| SAN FRANCISCO
SAN FRANCISCO May 21 Google Inc's
Nest Labs is recalling 440,000 smoke detectors, according to a
U.S. government notice on Wednesday that provides the first
public revelation of how many of the smart home appliances have
shipped since sales started in November.
Nest, which Google acquired earlier this year for $3.2
billion, shipped 440,000 of its smoke alarms in the United
States between Nov. 15 and April, according to figures contained
in a notice by the Consumer Product Safety Commission.
Nest halted sales of the smoke alarms in April after it
discovered a defect that could cause users to turn it off
The notice said the recall affected roughly 440,000 units of
the $130 Nest Protect sold in the United States at retailers and
on the Nest website between Nov. 15 and April 3.
Nest spokesperson Ha Thai said the company does not disclose
sales figures and said that the Protect product will be
available again "in a few weeks."
Nest has provided few details about sales of its Protect
smoke and carbon monoxide alarm or its 2-year-old smart
thermostat, which has earned positive reviews for its sleek look
and its ability to help consumers reduce their energy bills.
Tony Fadell, the company's founder, was quoted in media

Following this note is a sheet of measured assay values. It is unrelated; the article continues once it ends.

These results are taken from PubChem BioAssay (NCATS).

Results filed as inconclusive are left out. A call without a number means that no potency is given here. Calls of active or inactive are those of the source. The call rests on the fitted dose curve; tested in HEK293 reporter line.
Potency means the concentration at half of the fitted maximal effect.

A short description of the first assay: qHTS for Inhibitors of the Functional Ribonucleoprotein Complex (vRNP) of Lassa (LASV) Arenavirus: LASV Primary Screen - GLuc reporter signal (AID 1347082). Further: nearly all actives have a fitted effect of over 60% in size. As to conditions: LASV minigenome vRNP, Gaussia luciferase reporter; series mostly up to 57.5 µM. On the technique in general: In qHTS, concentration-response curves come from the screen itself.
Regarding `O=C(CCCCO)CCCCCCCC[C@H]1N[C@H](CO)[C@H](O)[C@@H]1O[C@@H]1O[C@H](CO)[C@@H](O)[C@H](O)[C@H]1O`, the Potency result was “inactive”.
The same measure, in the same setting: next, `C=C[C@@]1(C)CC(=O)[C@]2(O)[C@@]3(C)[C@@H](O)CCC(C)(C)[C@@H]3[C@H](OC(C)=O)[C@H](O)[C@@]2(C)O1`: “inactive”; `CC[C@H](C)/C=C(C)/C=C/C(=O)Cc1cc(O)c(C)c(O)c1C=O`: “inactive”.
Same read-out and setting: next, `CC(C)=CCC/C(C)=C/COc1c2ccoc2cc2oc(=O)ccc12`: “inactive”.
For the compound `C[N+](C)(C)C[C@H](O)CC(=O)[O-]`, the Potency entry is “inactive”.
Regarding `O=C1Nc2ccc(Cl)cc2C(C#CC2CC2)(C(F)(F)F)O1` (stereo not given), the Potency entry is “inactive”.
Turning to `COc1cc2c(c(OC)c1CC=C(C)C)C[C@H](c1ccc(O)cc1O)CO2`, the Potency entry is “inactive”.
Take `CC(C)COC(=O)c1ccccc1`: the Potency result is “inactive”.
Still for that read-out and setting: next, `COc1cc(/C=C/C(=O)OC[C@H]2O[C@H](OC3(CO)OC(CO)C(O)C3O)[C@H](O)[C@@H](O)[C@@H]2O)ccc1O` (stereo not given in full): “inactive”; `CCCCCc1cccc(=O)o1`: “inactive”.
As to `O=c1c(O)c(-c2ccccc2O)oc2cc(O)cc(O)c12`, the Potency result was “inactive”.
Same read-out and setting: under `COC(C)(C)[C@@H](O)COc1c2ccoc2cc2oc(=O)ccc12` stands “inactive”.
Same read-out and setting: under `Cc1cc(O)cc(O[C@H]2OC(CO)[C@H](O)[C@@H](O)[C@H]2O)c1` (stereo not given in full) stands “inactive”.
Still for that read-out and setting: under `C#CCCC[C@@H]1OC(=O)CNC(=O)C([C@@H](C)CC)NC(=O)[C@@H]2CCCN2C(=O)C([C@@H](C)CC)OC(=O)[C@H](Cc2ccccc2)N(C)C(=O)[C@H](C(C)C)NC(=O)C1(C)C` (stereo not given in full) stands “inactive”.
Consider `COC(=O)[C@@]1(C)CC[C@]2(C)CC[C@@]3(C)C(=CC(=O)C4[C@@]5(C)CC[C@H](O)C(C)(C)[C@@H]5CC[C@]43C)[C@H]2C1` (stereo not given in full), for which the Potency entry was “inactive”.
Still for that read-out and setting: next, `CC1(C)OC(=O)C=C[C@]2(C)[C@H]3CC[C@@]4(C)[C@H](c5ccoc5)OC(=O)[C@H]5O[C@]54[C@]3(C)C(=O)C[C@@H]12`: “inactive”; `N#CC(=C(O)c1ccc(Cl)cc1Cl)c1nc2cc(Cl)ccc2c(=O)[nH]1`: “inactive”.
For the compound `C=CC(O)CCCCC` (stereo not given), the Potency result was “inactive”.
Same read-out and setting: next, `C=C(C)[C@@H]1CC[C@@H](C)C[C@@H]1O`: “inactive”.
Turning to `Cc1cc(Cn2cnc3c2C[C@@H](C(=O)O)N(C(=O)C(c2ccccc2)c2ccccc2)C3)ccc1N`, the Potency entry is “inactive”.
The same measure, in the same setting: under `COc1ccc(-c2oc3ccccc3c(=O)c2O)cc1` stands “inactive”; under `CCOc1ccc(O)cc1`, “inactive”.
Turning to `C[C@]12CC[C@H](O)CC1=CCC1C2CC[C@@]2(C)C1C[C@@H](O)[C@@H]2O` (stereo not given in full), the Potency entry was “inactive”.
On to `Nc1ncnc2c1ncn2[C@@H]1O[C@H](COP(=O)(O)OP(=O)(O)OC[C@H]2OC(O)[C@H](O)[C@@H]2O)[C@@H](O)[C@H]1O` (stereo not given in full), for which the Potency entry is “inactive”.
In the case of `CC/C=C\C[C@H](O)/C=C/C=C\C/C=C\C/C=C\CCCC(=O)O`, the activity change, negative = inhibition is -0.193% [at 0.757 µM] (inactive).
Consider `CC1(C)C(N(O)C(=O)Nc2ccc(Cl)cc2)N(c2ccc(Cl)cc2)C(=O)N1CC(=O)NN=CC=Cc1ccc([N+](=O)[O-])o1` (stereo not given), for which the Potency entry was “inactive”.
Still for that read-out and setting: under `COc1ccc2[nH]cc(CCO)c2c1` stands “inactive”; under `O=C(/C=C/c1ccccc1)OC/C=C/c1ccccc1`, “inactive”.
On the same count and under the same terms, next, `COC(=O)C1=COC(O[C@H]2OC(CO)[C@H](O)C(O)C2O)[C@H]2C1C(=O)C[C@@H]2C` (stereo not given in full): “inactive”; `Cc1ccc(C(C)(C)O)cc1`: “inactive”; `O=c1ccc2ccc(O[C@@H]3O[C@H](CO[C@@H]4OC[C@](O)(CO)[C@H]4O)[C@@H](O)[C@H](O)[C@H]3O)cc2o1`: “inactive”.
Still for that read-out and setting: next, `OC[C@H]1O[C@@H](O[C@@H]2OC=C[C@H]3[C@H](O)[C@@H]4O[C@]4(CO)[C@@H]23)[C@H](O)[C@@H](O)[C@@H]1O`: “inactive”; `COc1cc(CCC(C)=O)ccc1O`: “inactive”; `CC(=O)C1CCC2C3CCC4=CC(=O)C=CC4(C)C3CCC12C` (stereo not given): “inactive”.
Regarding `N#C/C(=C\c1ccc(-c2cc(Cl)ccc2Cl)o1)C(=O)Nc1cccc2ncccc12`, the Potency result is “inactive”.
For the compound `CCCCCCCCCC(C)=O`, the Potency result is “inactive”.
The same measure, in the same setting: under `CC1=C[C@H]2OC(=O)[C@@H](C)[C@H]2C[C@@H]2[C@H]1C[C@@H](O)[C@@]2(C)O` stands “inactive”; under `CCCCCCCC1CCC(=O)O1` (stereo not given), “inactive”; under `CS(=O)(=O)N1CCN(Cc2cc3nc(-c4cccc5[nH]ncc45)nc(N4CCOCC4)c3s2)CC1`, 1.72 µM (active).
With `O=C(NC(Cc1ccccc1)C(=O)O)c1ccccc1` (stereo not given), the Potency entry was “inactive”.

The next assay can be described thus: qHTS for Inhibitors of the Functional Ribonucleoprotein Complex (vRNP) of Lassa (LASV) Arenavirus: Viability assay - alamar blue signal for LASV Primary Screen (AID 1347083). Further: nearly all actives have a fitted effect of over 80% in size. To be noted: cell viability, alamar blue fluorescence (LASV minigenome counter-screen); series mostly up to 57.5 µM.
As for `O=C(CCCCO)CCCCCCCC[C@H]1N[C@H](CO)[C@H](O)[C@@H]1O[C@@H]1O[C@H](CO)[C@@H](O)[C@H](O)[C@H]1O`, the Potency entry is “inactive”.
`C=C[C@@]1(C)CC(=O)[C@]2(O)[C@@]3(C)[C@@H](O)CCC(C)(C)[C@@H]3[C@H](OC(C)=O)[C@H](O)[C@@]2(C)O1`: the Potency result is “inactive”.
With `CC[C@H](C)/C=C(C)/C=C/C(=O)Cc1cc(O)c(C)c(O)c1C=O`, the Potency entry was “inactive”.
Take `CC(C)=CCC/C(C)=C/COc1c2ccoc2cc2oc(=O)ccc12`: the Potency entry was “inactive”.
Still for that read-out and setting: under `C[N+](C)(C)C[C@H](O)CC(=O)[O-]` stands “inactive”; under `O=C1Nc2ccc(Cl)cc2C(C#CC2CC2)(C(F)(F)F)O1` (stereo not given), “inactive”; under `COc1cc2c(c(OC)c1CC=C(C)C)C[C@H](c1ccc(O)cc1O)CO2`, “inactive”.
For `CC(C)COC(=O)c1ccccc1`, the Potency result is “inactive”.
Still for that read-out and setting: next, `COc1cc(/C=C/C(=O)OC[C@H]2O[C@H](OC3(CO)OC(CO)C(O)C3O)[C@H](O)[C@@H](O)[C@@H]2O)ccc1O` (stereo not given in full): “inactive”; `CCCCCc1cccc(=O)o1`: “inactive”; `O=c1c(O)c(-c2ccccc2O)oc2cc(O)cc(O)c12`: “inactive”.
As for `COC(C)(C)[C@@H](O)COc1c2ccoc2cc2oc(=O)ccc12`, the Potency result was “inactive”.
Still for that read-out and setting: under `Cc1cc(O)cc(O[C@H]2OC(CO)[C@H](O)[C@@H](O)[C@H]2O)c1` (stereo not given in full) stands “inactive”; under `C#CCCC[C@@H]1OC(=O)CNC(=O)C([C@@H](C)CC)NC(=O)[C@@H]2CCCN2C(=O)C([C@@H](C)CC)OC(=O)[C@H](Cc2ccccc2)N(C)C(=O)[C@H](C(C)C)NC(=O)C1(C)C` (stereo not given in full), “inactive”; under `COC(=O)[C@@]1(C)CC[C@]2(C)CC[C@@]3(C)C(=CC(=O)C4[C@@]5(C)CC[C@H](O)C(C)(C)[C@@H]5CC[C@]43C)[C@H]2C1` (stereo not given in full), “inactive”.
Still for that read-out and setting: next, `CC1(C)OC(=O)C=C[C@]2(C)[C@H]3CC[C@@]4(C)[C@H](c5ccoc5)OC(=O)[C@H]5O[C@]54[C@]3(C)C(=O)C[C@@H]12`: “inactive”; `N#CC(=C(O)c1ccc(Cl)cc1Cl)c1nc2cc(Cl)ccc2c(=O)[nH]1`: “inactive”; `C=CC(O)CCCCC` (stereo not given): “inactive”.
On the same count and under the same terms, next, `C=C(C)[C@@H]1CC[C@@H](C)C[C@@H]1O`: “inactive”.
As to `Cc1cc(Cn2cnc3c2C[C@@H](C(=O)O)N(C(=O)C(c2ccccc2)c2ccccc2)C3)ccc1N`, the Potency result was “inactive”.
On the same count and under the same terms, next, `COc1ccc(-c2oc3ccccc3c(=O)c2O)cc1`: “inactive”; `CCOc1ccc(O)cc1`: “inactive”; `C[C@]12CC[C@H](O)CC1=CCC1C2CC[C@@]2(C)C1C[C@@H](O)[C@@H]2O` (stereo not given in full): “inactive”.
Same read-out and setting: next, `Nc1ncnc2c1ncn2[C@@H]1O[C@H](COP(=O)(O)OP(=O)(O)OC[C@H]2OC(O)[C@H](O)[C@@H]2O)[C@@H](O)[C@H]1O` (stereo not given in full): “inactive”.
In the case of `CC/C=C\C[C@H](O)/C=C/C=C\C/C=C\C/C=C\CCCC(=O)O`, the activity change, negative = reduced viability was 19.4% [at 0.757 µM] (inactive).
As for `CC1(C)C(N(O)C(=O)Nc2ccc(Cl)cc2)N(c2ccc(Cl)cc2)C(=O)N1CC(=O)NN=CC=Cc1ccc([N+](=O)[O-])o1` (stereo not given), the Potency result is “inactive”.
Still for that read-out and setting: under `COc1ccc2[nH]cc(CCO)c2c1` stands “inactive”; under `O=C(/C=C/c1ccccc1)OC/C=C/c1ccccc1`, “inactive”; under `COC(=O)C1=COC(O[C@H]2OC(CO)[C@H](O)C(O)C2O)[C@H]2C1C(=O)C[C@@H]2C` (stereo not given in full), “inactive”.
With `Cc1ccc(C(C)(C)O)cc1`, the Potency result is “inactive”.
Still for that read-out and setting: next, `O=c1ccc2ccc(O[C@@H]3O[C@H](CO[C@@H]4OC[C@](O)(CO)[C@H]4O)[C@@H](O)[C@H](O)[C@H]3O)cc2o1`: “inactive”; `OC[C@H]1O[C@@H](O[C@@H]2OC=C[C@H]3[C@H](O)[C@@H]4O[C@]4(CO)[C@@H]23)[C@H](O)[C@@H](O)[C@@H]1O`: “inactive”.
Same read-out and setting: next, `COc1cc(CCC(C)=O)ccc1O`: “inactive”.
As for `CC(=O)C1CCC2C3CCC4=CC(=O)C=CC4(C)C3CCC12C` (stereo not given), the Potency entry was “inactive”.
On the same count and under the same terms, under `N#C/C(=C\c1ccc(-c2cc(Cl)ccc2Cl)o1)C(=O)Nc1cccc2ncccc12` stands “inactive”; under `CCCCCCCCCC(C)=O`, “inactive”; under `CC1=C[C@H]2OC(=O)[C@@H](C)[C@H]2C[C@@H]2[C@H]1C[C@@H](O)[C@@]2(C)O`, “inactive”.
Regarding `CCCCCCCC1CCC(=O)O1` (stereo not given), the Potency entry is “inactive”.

reports in December saying that "tens of thousands" of the
Protect devices had been activated in the first nine days of its
availability in the United States, Canada and Britain.
Carl Purvis, a spokesman with the Consumer Product Safety
Commission, said the number of units cited in the recall
referred to the full production run, including products sold to
consumers as well as products shipped to retailers.
Nest said in April that a special feature in its Protect
alarm, which allows a user to switch off the device with a wave
of the hand, could be inadvertently activated under certain
circumstances. The company said it would immediately deactivate
the feature on all smoke alarms that are WiFi-connected while it
worked on a software update to fix the defect. The company also
halted all sales of the smoke alarms to prevent customers from
buying a device that would need an immediate patch.
The Consumer Product Safety Commission notice said Nest has
received no reports of incidents, injuries or property damage.
Google's January acquisition of Nest represented the
second-largest deal in the Internet search company's history.
The deal positioned Google to play a bigger role in the
market for smart home appliances at a time when an increasing
array of electronic devices are being designed to connect to the
(Reporting by Alexei Oreskovic; Editing by Lisa Shumaker)